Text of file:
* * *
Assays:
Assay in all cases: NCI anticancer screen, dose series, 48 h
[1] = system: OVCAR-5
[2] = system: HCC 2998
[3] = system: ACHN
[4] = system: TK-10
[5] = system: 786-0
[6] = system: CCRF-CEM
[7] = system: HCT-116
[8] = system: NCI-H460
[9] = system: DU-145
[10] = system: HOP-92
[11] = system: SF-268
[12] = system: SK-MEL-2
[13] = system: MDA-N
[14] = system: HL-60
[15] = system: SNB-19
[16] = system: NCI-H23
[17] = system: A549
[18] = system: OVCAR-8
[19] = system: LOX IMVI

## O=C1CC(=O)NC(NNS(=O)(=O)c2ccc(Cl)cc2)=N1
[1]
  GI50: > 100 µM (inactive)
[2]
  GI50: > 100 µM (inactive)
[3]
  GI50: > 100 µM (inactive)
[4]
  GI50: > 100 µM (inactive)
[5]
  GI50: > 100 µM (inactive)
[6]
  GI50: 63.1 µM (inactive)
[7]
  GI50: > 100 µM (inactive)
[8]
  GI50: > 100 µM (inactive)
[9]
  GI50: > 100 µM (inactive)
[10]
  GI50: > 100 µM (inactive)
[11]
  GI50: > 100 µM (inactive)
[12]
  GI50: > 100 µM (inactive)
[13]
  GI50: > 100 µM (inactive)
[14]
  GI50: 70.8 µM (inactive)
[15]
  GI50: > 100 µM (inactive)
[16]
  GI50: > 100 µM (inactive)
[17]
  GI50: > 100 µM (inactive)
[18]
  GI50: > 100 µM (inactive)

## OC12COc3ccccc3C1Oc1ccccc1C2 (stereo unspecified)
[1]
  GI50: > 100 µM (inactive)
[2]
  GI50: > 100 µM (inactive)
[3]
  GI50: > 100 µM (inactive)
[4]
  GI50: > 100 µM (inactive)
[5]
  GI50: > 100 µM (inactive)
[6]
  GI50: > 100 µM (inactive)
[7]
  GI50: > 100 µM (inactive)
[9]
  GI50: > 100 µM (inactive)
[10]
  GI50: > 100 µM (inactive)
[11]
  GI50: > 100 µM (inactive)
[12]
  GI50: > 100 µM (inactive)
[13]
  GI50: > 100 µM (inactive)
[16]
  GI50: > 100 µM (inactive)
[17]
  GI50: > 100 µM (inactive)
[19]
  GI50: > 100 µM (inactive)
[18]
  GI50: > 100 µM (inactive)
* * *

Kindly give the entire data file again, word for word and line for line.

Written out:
Assays:
Assay in all cases: NCI anticancer screen, dose series, 48 h
[1] = system: OVCAR-5
[2] = system: HCC 2998
[3] = system: ACHN
[4] = system: TK-10
[5] = system: 786-0
[6] = system: CCRF-CEM
[7] = system: HCT-116
[8] = system: NCI-H460
[9] = system: DU-145
[10] = system: HOP-92
[11] = system: SF-268
[12] = system: SK-MEL-2
[13] = system: MDA-N
[14] = system: HL-60
[15] = system: SNB-19
[16] = system: NCI-H23
[17] = system: A549
[18] = system: OVCAR-8
[19] = system: LOX IMVI

## O=C1CC(=O)NC(NNS(=O)(=O)c2ccc(Cl)cc2)=N1
[1]
  GI50: > 100 µM (inactive)
[2]
  GI50: > 100 µM (inactive)
[3]
  GI50: > 100 µM (inactive)
[4]
  GI50: > 100 µM (inactive)
[5]
  GI50: > 100 µM (inactive)
[6]
  GI50: 63.1 µM (inactive)
[7]
  GI50: > 100 µM (inactive)
[8]
  GI50: > 100 µM (inactive)
[9]
  GI50: > 100 µM (inactive)
[10]
  GI50: > 100 µM (inactive)
[11]
  GI50: > 100 µM (inactive)
[12]
  GI50: > 100 µM (inactive)
[13]
  GI50: > 100 µM (inactive)
[14]
  GI50: 70.8 µM (inactive)
[15]
  GI50: > 100 µM (inactive)
[16]
  GI50: > 100 µM (inactive)
[17]
  GI50: > 100 µM (inactive)
[18]
  GI50: > 100 µM (inactive)

## OC12COc3ccccc3C1Oc1ccccc1C2 (stereo unspecified)
[1]
  GI50: > 100 µM (inactive)
[2]
  GI50: > 100 µM (inactive)
[3]
  GI50: > 100 µM (inactive)
[4]
  GI50: > 100 µM (inactive)
[5]
  GI50: > 100 µM (inactive)
[6]
  GI50: > 100 µM (inactive)
[7]
  GI50: > 100 µM (inactive)
[9]
  GI50: > 100 µM (inactive)
[10]
  GI50: > 100 µM (inactive)
[11]
  GI50: > 100 µM (inactive)
[12]
  GI50: > 100 µM (inactive)
[13]
  GI50: > 100 µM (inactive)
[16]
  GI50: > 100 µM (inactive)
[17]
  GI50: > 100 µM (inactive)
[19]
  GI50: > 100 µM (inactive)
[18]
  GI50: > 100 µM (inactive)